Moving to another effect of having an audience, Campbell said he sees parallels between music and his hobby of skateboarding. “You definitely sense a difference in whether you’ll land something if people are watching,” he said. “And when there are eyeballs on you, your physical ability can kind of ratchet up a little bit. You might completely eat s**t, but you also might inch past whatever your ceiling was, and be like, how did that happen? Then you know you can hit that now, and you have something further to aspire to, so it just keeps on feeding this flywheel of improvement.”
Less related to the psyche but still within the realm of the pandemic, I shifted the spotlight over to Jackiw to learn about the master class series he started over the past year, Stefan’s Sessions. Many musicians have come up with enterprising ways to keep their own performances going, so a new project devoted to teaching feels even more unique.
“You know, I’ve given a lot of master classes in my life as a professional violinist, and usually it’s sort of a hodgepodge of repertoire — whatever the students have ready at the moment,” Jackiw said. “You hear a movement of this and a movement of that, which can be interesting.
“But when I study music, I like to get deep into one composer and figure out who they were and what their life was like — their inspirations, personal struggles, and joys. So I thought it would be interesting to host a series where the focus is one work in its entirety, while also delving into influences on that work or on the composer.”
Jackiw also wanted to create something that would involve several people. “For everyone, violin students included, it’s been frustrating just staying at home, not interacting with others as much as we might want to, so that’s why Stefan’s Sessions was born. Actually, my favorite part of it has been having three or four young violinists perform excerpts from the work in question in each episode.”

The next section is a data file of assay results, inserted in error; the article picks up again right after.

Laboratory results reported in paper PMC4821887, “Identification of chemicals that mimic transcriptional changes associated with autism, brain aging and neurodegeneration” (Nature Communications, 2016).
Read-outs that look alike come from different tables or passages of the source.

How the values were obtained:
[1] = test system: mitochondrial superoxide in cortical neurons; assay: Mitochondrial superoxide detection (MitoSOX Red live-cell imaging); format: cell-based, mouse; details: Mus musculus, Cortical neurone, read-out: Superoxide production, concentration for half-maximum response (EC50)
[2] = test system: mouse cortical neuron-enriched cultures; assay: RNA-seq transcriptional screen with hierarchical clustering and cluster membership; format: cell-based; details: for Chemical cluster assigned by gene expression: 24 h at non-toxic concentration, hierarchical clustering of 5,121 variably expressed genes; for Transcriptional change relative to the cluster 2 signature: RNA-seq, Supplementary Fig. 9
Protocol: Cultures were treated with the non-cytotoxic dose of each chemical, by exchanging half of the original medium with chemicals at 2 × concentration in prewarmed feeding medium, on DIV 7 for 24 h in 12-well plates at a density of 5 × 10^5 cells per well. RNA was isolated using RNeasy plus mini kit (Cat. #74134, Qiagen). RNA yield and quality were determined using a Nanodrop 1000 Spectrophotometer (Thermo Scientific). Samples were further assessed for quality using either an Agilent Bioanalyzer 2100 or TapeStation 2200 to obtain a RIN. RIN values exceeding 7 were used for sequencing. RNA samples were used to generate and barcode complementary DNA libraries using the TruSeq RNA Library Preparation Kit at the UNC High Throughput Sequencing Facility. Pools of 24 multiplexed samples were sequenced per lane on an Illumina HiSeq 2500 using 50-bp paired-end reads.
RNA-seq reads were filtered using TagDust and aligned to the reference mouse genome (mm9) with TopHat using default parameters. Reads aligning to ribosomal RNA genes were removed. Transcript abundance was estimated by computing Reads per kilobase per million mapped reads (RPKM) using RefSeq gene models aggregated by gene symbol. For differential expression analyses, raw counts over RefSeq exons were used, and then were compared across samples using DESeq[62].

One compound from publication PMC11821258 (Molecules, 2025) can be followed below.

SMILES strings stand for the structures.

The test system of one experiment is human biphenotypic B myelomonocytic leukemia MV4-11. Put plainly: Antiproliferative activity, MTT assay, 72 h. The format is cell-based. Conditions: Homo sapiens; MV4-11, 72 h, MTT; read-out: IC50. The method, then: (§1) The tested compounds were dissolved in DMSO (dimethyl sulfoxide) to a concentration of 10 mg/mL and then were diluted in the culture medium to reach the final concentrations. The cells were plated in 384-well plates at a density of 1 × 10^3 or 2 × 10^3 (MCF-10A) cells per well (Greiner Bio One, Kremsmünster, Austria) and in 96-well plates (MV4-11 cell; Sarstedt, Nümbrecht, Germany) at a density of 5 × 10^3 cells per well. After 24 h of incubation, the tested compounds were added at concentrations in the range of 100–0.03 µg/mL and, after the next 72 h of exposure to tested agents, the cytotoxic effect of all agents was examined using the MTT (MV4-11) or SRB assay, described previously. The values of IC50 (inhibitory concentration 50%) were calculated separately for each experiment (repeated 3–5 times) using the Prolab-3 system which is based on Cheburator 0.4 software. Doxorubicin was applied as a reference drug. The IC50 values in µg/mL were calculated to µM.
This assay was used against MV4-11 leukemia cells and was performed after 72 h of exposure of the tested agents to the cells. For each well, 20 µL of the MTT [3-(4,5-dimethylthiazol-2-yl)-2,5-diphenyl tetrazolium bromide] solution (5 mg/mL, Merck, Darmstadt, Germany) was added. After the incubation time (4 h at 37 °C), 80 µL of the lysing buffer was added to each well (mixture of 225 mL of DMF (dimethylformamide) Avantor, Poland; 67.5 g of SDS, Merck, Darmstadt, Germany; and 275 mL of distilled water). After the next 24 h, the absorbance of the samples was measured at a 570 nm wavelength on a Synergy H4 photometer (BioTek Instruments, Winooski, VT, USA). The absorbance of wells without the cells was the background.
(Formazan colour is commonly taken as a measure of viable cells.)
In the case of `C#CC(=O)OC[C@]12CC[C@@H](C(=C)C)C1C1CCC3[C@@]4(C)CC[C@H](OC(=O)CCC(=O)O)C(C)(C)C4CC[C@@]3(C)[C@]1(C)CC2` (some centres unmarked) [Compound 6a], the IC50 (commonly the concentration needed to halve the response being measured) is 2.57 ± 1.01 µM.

Speaking of enjoying some company for a change, that’s an option audiences will have if they go the in-person route next week at Saint Paschal Baylon, where the trio will play Beethoven’s “Archduke,” Ives’ Piano Trio, and Zorn’s Ghosts. Those three pieces — dating from 1811, 1911, and 2015 — obviously represent a wide span of time, but an even wider range of styles and requirements from the players.
More figuratively, Tao sees a sense of recollection in the program, “like three different warped senses of memory.” In the Zorn, that memory comes through “almost like a garbled radio or television broadcast, and considering the title, it’s like a poltergeist haunting situation. You have transmissions of 19th-century music seemingly coming into view and then evaporating in a sheet of non-pitched noise.” And since Zorn took inspiration from the second movement of Beethoven’s “Ghosts” Trio, “a literal historical-cultural memory is floating around in the piece.”
Similarly, Ives’ music is known for the convergence of several traditions, and this piece — one of the Junction Trio’s most performed works — is no exception. But compared to the Zorn, Tao hears more nostalgia and intimate personal feelings here. “There’s a lot of sentimentality actually reached via thorny, chaotic, colliding musical landscapes and materials.”
The Beethoven is “the most unambiguously sunny piece on the program,” he said, its third movement in particular “almost like this resonating chamber of light.” And the work’s placement at the end of the program is no accident. “I think after the much denser, dissonant harmonic language of Zorn and Ives, you can hear the amount of space in the Beethoven with new ears.”
Published on ClevelandClassical.com May 5, 2021.